It’s said that music is the universal language. This probably is true as far as it goes—like other languages, it is a way to communicate ideas and emotions using sounds and symbols.

But nothing breaks down barriers like sharing food. We may invite a friendly neighbour over for a simple lunch, or connect with friends and family over an elaborate dinner. Our diets may share a “vocabulary” of foods that are common or traditional to our own cultures, or we may explore other cultures by learning how people prepare and enjoy meals.

The Western world is becoming more and more enchanted with the spicy flavours of India, and it’s easy to see why. There is a seemingly endless variety of culinary styles matching the many different cultures, regions, social and economic influences, and food traditions found throughout the Subcontinent.

My own ethnicity, other than to say I’m Canadian, is English. This might bring to mind roast beef and Yorkshire pudding, or a massive fried breakfast. But it’s said that if Great Britain had a national dish it would be chicken tikka masala—bite-size pieces of boneless chicken served in a creamy, spicy gravy.

Tikka masala may have its roots in India, but you would be hard-pressed to find it there. It is thought to have been invented in Britain in the past 50 years or so, created by an Indian or Pakistani chef.

If you are not used to curries or other Indian food, there’s no need to fear the word “spicy.” I remember the host at the Taj Mahal restaurant in Saskatoon explaining to a table of adventurous (but nervous) first-time diners that “all the food is spicy. It has to be spicy, that’s the whole point of it. But it doesn’t have to be hot.”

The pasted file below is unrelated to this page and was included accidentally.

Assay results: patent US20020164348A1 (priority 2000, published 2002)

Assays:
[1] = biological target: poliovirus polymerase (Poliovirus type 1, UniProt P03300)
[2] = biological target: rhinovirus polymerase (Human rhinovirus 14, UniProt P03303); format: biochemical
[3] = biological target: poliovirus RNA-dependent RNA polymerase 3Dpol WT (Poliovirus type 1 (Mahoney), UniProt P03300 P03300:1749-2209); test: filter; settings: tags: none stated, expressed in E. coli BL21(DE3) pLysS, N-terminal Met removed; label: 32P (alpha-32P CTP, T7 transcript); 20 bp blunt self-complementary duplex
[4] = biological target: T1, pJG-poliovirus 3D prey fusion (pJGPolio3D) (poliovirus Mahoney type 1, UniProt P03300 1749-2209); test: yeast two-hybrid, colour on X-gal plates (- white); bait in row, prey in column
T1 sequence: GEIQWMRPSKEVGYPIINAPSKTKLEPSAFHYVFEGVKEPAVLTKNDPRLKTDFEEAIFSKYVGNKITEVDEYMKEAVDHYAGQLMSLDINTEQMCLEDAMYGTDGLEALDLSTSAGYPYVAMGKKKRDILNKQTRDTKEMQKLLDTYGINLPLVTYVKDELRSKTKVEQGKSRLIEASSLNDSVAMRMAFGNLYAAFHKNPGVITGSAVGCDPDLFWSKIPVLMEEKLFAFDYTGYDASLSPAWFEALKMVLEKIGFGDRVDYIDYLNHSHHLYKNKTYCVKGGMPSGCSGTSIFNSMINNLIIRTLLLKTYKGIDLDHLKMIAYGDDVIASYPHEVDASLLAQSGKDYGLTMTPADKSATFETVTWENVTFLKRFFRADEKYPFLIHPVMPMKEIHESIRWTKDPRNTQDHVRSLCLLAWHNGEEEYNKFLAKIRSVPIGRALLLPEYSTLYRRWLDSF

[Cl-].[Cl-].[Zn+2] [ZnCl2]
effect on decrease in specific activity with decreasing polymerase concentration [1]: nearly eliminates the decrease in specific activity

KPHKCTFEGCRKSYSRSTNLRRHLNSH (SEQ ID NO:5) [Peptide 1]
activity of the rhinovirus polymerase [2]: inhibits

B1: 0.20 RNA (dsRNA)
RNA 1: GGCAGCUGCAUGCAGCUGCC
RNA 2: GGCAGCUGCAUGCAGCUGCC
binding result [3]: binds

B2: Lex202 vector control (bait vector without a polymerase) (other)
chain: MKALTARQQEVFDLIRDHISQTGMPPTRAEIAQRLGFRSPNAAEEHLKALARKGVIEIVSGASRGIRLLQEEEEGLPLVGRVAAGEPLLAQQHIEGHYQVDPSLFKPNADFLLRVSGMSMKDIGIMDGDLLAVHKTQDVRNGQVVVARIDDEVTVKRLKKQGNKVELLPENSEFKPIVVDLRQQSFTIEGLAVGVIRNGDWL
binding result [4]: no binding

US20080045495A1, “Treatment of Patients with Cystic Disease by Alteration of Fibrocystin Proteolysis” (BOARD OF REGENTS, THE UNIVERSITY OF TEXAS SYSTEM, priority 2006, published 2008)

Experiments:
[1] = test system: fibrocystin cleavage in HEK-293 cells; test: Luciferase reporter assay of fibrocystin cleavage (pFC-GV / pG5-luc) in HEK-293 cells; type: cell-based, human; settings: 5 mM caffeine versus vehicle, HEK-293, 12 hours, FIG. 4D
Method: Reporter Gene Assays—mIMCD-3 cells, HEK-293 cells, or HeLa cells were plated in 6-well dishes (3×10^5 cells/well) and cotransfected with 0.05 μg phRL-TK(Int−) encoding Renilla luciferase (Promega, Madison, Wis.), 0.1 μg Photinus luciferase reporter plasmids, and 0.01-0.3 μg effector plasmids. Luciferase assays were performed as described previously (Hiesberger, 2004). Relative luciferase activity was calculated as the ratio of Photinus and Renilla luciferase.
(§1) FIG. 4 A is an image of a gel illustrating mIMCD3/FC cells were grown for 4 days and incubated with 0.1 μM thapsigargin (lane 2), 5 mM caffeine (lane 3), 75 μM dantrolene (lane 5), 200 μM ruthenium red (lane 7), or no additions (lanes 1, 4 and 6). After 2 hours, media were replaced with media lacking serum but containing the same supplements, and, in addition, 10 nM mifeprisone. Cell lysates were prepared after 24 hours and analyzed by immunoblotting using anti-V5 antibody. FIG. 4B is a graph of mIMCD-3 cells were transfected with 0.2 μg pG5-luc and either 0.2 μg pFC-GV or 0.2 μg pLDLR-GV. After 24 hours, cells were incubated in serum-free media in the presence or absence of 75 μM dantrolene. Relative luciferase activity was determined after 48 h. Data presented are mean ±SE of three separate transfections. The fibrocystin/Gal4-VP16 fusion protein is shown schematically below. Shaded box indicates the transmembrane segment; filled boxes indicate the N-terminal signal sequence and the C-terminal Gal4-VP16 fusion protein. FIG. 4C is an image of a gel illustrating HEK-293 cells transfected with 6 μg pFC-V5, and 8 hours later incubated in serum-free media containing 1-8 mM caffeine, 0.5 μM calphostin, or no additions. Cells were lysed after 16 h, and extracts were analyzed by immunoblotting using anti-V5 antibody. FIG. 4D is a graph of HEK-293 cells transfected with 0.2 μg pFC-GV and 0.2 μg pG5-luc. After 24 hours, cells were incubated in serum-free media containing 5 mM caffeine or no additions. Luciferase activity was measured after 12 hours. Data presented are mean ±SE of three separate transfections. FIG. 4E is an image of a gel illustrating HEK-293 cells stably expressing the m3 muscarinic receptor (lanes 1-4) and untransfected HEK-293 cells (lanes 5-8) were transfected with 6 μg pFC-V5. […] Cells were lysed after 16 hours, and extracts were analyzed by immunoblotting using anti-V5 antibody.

There are many spices in an Indian kitchen, and they all come together in beautiful and exciting combinations. Some dishes are hotter than others, but even with those it’s a simple matter of reducing or omitting the hot chillies or chilli powder.

I am learning to prepare some Indian dishes myself, and every time I cook I learn more about India’s many regional, religious, and philosophical food traditions. In a society like ours, built on immigration, it’s always a lazy temptation to reduce a culture to the easily-available popular foods. But just as there’s more to Italy than the neighbourhood pizzeria, there’s much more to India than a local curry stand.

It remains true though, that good food opens doors. It also opens minds.  

Congratulations to the Lakeland Multicultural Association for all their work bringing a sampling of Indian dishes to Cold Lake and St. Paul for Diwali. And congratulations as well for their ongoing work opening doors among the many cultures represented in our region. This is a great way to get to know one another.

I think we overstate the comparison between the US as a “melting pot” and Canada as a “mosaic.” We can all enjoy our own traditions as we learn from others, whether they be music, art, language, fashion, or food. The many distinct cultures in Canada all have an influence on the others, and they all come together to bring  variety and spice to our lives.

Nothing warms a cold night like a delicious curry. JEFF GAYE